• All participants will be required to wear masks. There will also be hand-sanitizing stations and temperature-checking stations throughout the event.

    Participants will have their temperatures taken before entering the National Mall area and will be situated in “grids” to enforce social distancing, Tylik McMillan, an official with the National Action Network, told CNN.

    Event organizers are asking anyone traveling to D.C. for the march to abide by D.C.’s coronavirus measures, which include a 14-day quarantine for some travelers.

    Visitors from 30 “high-risk” states are required to self-quarantine for 14 days to slow the spread of the coronavirus under a measure ordered by D.C. Mayor Muriel Bowser. The quarantine also applies to D.C. residents who travel to any of those states. The full list of high-risk states was updated Monday.

    The National Park Service released a list of specific rules for the march in their permit:

    Buses:

    • Check temperatures of traveling participants before boarding each bus.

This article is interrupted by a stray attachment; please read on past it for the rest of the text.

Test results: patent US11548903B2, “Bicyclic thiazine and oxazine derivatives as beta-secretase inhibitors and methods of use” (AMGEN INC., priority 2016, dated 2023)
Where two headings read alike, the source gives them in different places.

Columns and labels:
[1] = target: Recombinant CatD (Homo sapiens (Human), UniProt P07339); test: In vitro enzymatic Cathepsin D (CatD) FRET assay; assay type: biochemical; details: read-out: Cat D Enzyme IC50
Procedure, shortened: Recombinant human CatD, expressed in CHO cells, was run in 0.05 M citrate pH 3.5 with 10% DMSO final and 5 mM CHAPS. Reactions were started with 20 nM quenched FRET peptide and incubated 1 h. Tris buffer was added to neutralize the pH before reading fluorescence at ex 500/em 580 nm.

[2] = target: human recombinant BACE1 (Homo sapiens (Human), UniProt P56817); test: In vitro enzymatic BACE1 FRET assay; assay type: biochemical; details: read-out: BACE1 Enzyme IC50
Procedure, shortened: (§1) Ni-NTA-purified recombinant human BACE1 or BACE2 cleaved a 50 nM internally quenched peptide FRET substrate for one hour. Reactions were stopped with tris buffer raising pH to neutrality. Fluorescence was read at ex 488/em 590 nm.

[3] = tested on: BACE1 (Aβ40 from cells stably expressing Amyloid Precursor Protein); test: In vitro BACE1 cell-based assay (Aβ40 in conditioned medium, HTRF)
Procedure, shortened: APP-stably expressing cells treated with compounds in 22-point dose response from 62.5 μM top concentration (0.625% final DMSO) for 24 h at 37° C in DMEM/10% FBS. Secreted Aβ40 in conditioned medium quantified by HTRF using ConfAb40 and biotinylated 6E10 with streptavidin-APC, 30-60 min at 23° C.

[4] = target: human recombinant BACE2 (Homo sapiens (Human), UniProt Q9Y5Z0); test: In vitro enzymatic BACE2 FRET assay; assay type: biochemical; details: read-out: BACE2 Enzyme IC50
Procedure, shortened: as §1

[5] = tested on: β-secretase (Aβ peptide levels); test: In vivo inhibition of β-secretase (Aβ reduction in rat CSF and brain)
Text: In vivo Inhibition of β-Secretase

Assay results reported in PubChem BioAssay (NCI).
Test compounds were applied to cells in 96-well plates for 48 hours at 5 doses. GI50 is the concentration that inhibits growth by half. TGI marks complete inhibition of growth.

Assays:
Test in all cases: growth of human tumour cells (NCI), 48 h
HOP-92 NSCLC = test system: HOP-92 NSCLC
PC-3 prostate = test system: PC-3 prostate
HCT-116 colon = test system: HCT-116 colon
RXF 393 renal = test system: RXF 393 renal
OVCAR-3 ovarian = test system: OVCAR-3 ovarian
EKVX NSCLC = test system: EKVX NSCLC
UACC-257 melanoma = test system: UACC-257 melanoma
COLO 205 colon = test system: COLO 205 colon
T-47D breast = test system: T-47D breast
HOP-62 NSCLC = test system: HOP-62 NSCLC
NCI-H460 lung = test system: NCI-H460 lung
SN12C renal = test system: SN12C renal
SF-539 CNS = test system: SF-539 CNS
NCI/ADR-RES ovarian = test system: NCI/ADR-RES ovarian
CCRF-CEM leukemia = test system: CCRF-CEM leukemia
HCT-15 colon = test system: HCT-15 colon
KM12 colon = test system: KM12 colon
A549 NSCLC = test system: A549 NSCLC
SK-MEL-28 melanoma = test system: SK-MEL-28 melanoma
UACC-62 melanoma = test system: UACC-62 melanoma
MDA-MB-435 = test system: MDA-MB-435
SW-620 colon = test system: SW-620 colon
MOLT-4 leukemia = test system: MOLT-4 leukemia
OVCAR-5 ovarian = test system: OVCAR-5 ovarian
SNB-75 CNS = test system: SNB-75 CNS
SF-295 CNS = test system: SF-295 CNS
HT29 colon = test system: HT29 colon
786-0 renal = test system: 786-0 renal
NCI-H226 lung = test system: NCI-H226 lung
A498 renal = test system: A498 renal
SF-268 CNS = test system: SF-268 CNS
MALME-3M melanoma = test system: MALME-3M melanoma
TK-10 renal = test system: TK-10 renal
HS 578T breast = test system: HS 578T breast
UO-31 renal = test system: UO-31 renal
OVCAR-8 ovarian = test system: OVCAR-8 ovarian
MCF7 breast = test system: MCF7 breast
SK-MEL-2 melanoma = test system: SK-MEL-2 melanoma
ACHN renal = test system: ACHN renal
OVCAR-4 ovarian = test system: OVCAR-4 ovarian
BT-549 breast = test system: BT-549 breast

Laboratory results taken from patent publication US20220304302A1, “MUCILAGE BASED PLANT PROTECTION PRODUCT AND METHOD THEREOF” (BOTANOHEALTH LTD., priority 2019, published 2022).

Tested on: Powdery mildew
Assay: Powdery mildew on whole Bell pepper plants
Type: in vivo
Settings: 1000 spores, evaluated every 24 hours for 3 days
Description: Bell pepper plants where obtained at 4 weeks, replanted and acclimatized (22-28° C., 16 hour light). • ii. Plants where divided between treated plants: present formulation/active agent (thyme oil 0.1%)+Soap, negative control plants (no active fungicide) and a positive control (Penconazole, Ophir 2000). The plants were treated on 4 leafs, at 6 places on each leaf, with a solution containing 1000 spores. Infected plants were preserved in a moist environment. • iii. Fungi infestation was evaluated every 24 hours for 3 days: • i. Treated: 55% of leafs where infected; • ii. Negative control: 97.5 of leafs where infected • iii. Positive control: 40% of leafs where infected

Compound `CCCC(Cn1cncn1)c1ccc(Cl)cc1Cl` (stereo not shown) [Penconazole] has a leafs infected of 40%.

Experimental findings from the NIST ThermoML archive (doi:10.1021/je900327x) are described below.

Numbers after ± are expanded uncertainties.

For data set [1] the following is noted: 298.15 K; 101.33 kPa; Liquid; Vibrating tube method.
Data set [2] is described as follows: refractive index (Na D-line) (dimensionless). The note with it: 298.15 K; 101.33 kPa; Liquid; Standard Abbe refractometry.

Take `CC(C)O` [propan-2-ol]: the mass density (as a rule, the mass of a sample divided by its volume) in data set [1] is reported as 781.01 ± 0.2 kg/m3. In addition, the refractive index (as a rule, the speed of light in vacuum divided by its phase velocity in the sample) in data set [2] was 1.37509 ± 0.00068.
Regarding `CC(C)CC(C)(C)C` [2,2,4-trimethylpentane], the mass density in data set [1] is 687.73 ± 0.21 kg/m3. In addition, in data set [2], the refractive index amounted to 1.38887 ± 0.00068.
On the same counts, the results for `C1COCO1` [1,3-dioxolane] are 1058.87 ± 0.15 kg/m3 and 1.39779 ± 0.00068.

• Mandate a face mask on each bus.
    • Supply hand sanitizer on each bus.
    • Review social distancing practices of the march site before arrival on each bus.

    Upon entry to the site:

    • Check temperatures using infrared thermometers, distributing face masks, gloves and hand sanitizer at distribution tents at points of general entrance to march participants.
    • Provide physical guides to ensure that people remain at least 6 feet apart.
    • Display signs.
  • Q: How many people are expected?
  • The original permit approved by the National Park Service estimated a crowd of 100,000 people.

    However, Sharpton told the AP that organizers were asking some people in coronavirus “hot spot” states to take part in satellite marches instead of traveling to D.C.

    “The objective is not how many thousands of people will be [in Washington],” Sharpton told the AP. “It’ll still be a good crowd.”

  • Q: Will there be road closures?
  • Yes. D.C. police say drivers should prepare for “extensive road closures.”

    A number of streets will be closed around the National Mall from 6 a.m. Friday until 11:59 that night. They are:

    • Independence Avenue SW from 14th Street to Ohio Drive SW
    • 23rd Street NW from Constitution Avenue NW to Memorial Bridge